Any performance when I feel I am deeply connected and when I give the most honest and committed performance I can give, is one I am most proud of. It doesn’t matter where it is or how many people are sitting in the hall. I am very proud of my last recording (which is yet to released) of my own concerto – the Latin Concerto!! I had an amazing team to work with in Carlos Miguel Prieto and the YOA Orchestra of the Americas.

Which particular works do you think you play best?

That’s difficult to answer. Most people would describe me as a very big, impassioned and powerful player. I do think that is a very strong element of my musical nature, but at the same time, I am discovering the intimacy and subtleties in the way I play Mozart – which is opposite to how people have heard me perform the romantic repertoire. I am fond of extremes and contrasts, and in Mozart, I am finding a new relationship and sound to an instrument that has been most suited for me in the large and virtuosic pieces. I am a work in progress.

How do you make your repertoire choices from season to season?

Until now, it has always been determined by what I want to play. But now, I am beginning to design programs around a common story, a personal narrative, relationships or connections between pieces. I’m becoming more interested in metaphors that connect people and works.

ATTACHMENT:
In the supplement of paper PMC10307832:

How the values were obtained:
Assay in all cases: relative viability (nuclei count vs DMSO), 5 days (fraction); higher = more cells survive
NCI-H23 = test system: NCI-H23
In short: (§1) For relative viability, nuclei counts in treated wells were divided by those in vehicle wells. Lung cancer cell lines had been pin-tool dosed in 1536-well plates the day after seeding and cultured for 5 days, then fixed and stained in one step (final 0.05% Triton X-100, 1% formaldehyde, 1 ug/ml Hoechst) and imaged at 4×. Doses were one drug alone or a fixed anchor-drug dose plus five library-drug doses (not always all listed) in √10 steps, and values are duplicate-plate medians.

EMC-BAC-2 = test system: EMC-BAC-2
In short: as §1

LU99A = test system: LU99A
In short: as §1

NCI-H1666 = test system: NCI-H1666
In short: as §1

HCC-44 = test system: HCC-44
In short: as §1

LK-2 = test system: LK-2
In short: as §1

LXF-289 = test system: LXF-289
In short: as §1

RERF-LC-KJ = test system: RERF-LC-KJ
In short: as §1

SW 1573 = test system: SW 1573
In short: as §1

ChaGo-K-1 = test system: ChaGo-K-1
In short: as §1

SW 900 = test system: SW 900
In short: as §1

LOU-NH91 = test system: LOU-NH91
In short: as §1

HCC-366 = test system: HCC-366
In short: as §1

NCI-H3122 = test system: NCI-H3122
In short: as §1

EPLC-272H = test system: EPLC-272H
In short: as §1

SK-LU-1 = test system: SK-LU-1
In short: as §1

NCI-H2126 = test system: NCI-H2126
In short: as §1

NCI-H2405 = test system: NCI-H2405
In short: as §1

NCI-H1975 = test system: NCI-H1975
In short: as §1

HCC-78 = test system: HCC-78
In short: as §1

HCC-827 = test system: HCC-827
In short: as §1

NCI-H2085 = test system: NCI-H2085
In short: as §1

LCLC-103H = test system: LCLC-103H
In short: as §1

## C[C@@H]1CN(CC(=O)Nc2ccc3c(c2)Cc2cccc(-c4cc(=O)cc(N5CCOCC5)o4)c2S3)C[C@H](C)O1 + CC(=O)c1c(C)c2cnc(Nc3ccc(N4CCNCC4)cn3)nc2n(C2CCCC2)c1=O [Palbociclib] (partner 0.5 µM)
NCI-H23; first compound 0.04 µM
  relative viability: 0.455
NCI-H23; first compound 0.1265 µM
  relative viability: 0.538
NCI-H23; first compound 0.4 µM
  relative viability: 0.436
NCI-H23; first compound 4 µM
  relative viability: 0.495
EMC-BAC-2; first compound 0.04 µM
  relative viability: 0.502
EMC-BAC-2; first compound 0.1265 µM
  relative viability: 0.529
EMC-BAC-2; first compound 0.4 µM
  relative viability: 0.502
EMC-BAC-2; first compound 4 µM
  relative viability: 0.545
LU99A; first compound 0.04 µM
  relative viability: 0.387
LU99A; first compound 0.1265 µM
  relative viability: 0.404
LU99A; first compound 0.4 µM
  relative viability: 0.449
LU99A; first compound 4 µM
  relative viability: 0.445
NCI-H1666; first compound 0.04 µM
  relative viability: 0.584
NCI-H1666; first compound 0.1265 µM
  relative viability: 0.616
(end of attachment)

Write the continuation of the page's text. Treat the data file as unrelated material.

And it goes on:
You’re performing with Carlos Miguel Prieto and the Bournemouth Symphony Orchestra in March – tell us more about this?

I love Carlos Miguel. That’s the most important part of my answer! He is a dear friend, a respected colleague and someone who understands the kind of musical animal I am on the stage, and what my life is like, offstage. I am so looking forward to performing Ravel again with him (also included on our last recording) and to performing for the first time with the BSO. I can imagine it will be a wonderful combination.

Do you have a favourite concert venue to perform in and why?

I love the Wigmore Hall, the Teatro Colon, any hall in Italy, the Palau in Barcelona. There are many. I prefer smaller and more intimate halls. I think I play better when I am in a beautiful space, surrounded by beauty and inspired by the aesthetics of a hall.